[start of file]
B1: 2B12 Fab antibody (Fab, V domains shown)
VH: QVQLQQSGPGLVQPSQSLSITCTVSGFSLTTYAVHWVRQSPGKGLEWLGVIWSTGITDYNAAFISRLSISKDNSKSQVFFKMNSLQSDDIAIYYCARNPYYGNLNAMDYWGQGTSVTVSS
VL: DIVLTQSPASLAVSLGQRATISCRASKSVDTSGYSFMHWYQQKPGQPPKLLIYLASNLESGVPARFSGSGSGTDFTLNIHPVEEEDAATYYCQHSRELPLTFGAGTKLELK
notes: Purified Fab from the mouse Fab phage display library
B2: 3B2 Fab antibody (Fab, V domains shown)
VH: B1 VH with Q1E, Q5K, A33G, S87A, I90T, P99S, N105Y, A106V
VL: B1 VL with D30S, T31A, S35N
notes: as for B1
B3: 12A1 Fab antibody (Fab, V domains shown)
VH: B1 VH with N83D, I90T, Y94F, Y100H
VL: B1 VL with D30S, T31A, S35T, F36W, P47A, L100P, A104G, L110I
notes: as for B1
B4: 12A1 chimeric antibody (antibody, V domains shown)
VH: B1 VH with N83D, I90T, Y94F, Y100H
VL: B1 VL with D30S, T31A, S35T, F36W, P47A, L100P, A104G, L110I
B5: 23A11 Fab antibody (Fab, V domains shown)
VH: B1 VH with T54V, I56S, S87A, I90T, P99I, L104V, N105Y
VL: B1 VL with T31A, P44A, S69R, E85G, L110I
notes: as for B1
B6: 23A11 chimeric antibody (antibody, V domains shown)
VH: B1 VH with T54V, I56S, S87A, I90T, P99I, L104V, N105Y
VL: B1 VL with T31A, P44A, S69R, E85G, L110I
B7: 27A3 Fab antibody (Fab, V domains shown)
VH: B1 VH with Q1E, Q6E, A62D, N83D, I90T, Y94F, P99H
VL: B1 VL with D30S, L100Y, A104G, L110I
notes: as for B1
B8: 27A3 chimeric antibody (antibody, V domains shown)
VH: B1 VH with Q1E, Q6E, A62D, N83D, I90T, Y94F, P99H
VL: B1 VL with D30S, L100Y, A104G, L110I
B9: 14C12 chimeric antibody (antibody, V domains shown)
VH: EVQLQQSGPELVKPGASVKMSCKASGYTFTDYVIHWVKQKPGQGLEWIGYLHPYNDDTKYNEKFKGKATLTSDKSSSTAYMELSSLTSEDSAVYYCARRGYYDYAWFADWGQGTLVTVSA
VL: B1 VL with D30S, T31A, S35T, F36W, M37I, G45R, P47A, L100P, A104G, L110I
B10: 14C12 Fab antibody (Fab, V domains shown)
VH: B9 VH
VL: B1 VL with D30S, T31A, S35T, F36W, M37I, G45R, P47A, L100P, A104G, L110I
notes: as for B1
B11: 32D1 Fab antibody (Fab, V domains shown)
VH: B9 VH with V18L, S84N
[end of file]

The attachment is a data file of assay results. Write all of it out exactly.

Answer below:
B1: 2B12 Fab antibody (Fab, V domains shown)
VH: QVQLQQSGPGLVQPSQSLSITCTVSGFSLTTYAVHWVRQSPGKGLEWLGVIWSTGITDYNAAFISRLSISKDNSKSQVFFKMNSLQSDDIAIYYCARNPYYGNLNAMDYWGQGTSVTVSS
VL: DIVLTQSPASLAVSLGQRATISCRASKSVDTSGYSFMHWYQQKPGQPPKLLIYLASNLESGVPARFSGSGSGTDFTLNIHPVEEEDAATYYCQHSRELPLTFGAGTKLELK
notes: Purified Fab from the mouse Fab phage display library
B2: 3B2 Fab antibody (Fab, V domains shown)
VH: B1 VH with Q1E, Q5K, A33G, S87A, I90T, P99S, N105Y, A106V
VL: B1 VL with D30S, T31A, S35N
notes: as for B1
B3: 12A1 Fab antibody (Fab, V domains shown)
VH: B1 VH with N83D, I90T, Y94F, Y100H
VL: B1 VL with D30S, T31A, S35T, F36W, P47A, L100P, A104G, L110I
notes: as for B1
B4: 12A1 chimeric antibody (antibody, V domains shown)
VH: B1 VH with N83D, I90T, Y94F, Y100H
VL: B1 VL with D30S, T31A, S35T, F36W, P47A, L100P, A104G, L110I
B5: 23A11 Fab antibody (Fab, V domains shown)
VH: B1 VH with T54V, I56S, S87A, I90T, P99I, L104V, N105Y
VL: B1 VL with T31A, P44A, S69R, E85G, L110I
notes: as for B1
B6: 23A11 chimeric antibody (antibody, V domains shown)
VH: B1 VH with T54V, I56S, S87A, I90T, P99I, L104V, N105Y
VL: B1 VL with T31A, P44A, S69R, E85G, L110I
B7: 27A3 Fab antibody (Fab, V domains shown)
VH: B1 VH with Q1E, Q6E, A62D, N83D, I90T, Y94F, P99H
VL: B1 VL with D30S, L100Y, A104G, L110I
notes: as for B1
B8: 27A3 chimeric antibody (antibody, V domains shown)
VH: B1 VH with Q1E, Q6E, A62D, N83D, I90T, Y94F, P99H
VL: B1 VL with D30S, L100Y, A104G, L110I
B9: 14C12 chimeric antibody (antibody, V domains shown)
VH: EVQLQQSGPELVKPGASVKMSCKASGYTFTDYVIHWVKQKPGQGLEWIGYLHPYNDDTKYNEKFKGKATLTSDKSSSTAYMELSSLTSEDSAVYYCARRGYYDYAWFADWGQGTLVTVSA
VL: B1 VL with D30S, T31A, S35T, F36W, M37I, G45R, P47A, L100P, A104G, L110I
B10: 14C12 Fab antibody (Fab, V domains shown)
VH: B9 VH
VL: B1 VL with D30S, T31A, S35T, F36W, M37I, G45R, P47A, L100P, A104G, L110I
notes: as for B1
B11: 32D1 Fab antibody (Fab, V domains shown)
VH: B9 VH with V18L, S84N